In general, northern wetlands show a distinct seasonal pattern with a growing season peak dominating annual emissions (for example Crill et al, 1988; Whalen and Reeburgh, 1992; Rinne et al, 2007). When emissions are at the growing season peak in high-emitting northern wetlands they average 5-10mg CH4 m-2 hr-1. Recently, high northern permafrost wetlands have been shown to have some interesting additional peak emissions associated with the freeze-in period (Mastepanov et al, 2008). The generality of this feature and frequency of occurrence remains to be documented in more detail.
Tropical emissions are closely related to the seasonal flooding appearing in major parts of the wetland areas. The levels of emission are generally higher than for northern wetlands during the flooded seasons but they drop dramatically during the non-flooded part of the year. Average peak season emission may exceed 15mg CH4 m-2 hr-1. Figure 3.4 shows a generalized diagram comparing seasonal variation in emissions from the high northern tundra over northern wetlands in general to the tropical regions.
Note: Tropical emissions are primarily influenced by the spatial scale of flooding while northern wetlands has a distinct temperature response. Line 'a' represents a constantly flooded tropical high-emitting wetland. Line 'b' a very common seasonally flooded tropical wetland. Line 'c' is a general representation of a northern seasonally temperature-dependent emission pattern and line 'd' represents the special dynamics associated with permafrost environments and recently discovered freeze-in bursts associated with those (stippled line 'e'). Source: The generalized schematic is based on flux measurements presented in Bartlett et al (1988), Melack et al (2004), Mastepanov et al (2008) and Jackowicz-Korczyriski et al (in press)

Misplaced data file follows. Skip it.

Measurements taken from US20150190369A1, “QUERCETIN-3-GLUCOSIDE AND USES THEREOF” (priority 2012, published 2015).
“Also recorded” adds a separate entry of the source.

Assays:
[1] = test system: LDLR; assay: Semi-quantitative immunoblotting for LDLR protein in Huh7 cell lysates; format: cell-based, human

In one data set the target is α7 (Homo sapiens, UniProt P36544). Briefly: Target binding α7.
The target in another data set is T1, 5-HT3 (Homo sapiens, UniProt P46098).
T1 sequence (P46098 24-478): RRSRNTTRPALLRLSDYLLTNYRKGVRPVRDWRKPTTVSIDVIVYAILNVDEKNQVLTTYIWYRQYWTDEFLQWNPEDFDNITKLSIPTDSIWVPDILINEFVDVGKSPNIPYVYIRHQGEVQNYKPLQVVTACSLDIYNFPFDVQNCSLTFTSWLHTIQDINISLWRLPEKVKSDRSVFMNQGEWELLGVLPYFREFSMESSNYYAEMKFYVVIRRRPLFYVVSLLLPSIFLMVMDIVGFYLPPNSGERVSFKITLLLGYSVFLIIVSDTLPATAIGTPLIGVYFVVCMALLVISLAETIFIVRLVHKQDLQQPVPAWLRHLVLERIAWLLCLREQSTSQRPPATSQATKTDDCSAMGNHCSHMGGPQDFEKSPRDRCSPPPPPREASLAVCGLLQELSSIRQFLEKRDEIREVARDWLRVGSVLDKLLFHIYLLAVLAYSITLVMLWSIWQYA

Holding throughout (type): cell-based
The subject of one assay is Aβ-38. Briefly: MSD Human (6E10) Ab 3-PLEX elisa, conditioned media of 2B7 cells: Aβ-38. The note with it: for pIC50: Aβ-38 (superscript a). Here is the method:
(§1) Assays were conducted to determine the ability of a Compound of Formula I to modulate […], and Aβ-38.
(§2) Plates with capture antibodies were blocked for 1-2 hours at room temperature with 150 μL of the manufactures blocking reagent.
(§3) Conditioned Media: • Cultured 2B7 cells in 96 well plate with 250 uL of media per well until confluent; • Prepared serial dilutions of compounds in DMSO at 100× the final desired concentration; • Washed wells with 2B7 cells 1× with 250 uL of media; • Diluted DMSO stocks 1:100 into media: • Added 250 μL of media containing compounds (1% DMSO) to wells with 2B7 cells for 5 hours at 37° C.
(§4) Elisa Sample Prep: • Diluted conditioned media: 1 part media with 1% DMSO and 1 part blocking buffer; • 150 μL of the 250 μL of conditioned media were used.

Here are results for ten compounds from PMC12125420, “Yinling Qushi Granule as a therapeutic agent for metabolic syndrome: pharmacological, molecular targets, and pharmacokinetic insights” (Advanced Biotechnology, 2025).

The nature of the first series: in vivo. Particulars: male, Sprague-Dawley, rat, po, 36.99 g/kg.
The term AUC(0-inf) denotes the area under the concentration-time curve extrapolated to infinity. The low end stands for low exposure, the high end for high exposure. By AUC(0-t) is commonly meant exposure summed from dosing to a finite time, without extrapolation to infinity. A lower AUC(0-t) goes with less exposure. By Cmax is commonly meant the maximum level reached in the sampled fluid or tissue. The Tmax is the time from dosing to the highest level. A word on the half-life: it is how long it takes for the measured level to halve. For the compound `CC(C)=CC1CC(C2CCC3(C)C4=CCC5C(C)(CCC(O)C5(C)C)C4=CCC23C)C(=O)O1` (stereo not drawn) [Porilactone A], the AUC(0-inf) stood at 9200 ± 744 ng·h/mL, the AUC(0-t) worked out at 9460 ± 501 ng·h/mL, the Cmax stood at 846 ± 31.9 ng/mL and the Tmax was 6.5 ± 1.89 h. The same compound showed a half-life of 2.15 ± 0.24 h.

The emission pathways may also vary seasonally. During the growing season, where there are vegetated surfaces, the percentage of the flux arising from ebullition may be below 50 per cent as the vascular transport mechanisms by the plants dominate. Purely diffusive flux is normally a very minor part of the overall flux (Bartlett et al, 1988; Christensen et al, 2003b). During the non-growing season in northern wetland, ebullition flux may be relatively more dominant as an emission pathway, and physical processes influencing emissions of stored gas are important (Mastepanov et al, 2008).
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